|Herbert Reichart said:|
The most "speaking" record I have ever heard, of a group of works of which so many weak records of so many good musicians exist.
Review by Jan Hanford:
This is certainly the worst performance of the Brandenburgs Concertos I have ever heard. I was warned they play very fast which is not necessarily bad. But this is a mess. It's not their speed, even when playing at an appropriate tempo they miss the nuances and phrasing and too many of Bach's beautiful and intricate melodies fly past in an incomprehensible blur, or just stop dead rather than end with a delicate (and expected) diminuendo.
For me, the real measure of a performance is the slow movements which in these works I find emotional and often profoundly moving. Not here. This performance lacks any sensitivity or emotion whatsoever. Their phrasing is awkward and the mix is unbalanced; the instruments do not blend at all.
This is not an ensemble, it is a collection of soloists who seem so impressed with their own virtuosity that they don't know when to switch it off and just play the music. Throughout all the concertos their seemingly random and inappropriate variation of dynamics (loud and soft) is distracting and their odd phrasing makes this an extraordinarily unpleasant experience. The unusual use of the lute in the Sixth Concerto is pointless and only adds to the muddle of their bizarre dynamic variation. And the horns in the First Concerto; it's like being at a fox hunt. "Authentic", perhaps; enjoyable, no. "Blat, blat, blat" with the strings going "chop, chop, chop." I had great difficulty even sitting through it. The only good part about their speed is that it's over sooner.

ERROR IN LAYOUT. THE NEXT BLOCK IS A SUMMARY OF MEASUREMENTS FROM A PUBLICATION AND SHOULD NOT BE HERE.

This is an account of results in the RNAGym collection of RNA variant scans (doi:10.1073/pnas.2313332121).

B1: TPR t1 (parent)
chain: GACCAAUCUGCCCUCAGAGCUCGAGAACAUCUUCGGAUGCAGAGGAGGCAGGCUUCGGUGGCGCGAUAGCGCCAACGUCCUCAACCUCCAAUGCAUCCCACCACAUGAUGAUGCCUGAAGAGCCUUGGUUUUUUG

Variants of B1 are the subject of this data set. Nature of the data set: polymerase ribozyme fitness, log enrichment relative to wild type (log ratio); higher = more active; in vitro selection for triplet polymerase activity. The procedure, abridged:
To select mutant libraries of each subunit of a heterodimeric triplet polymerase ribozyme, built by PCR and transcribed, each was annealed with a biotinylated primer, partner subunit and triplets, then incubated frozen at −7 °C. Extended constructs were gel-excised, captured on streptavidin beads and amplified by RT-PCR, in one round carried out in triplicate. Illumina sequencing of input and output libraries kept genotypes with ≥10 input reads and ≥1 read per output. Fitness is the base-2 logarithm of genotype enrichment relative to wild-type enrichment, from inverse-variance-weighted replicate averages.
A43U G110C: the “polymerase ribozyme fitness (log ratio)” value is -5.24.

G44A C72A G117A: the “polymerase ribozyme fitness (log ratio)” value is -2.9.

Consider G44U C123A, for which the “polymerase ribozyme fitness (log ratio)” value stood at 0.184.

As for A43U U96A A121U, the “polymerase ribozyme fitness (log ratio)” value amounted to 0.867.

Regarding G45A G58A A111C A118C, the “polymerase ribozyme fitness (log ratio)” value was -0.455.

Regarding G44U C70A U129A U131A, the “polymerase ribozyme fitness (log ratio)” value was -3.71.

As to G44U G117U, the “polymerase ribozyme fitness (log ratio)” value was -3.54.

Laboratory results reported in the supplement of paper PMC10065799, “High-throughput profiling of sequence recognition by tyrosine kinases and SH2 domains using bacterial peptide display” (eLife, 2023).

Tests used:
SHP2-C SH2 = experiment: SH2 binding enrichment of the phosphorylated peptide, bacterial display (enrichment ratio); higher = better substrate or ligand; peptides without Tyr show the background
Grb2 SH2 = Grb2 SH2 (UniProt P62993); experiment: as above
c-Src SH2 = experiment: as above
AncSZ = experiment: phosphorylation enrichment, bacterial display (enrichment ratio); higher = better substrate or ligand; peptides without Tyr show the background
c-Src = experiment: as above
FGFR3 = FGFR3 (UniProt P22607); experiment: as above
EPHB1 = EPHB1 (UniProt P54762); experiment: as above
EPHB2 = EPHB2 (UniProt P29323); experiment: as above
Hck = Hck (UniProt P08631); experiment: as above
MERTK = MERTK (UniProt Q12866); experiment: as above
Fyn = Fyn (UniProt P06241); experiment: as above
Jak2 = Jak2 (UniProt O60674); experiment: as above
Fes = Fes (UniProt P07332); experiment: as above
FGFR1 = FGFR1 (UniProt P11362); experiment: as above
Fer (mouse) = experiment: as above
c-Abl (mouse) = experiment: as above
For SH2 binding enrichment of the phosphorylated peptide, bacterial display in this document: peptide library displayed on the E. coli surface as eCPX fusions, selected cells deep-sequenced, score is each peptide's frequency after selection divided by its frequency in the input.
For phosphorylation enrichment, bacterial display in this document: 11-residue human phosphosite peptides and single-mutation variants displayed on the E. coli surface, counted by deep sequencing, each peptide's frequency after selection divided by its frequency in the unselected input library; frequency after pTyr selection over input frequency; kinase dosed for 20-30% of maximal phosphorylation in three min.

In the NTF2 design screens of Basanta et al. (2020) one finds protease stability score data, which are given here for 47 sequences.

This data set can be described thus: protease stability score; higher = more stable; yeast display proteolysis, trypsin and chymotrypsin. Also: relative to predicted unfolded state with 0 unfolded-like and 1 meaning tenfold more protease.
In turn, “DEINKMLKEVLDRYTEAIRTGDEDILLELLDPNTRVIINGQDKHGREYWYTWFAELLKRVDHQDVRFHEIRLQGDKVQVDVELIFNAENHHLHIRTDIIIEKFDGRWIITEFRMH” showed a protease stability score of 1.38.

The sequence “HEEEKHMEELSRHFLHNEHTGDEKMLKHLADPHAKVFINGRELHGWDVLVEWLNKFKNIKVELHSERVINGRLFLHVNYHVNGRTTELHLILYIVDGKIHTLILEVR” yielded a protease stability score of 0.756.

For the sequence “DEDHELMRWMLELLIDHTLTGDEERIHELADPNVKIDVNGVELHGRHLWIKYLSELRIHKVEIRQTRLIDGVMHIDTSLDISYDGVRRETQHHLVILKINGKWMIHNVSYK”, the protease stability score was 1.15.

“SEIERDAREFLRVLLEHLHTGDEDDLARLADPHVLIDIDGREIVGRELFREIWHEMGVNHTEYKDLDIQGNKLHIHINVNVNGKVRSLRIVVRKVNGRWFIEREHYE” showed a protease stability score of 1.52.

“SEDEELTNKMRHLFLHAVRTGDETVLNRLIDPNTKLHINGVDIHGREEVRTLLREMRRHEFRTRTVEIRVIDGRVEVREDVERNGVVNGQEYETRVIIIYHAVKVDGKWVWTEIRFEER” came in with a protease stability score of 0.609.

Any recording of the Brandenburg Concertos is preferable to this one, even ones I've previously not recommended.
Professor R Davie said:
This recording is a fresh approach to some of J S Bach's most often played concertos. It is lively, assertive and youthful in spirit. You will love it or hate it. Jan Hanford clearly leans toward the latter. I am unapologetically in the former camp. In fact I have not heard a recording of the Brandenburgs which I have found so stimulating. It is true that the baroque horns sound 'brassy' but they may well have sounded like that to JSB. Since (like Ms Hanford) I wasn't there, I don't know. However, after the initial quite arresting impact, I did not find them overintrusive and after several hearings they seemed to become a vital part of the whole. This group of young instrumentalists are strident as well as highly accomplished but - unlike Ms Hanford, again - I discerned a coherence and a structure which was satisfying and delightful. Beauty, it seems, is often in the ear as well as the eye of the beholder. Reviewers, please note !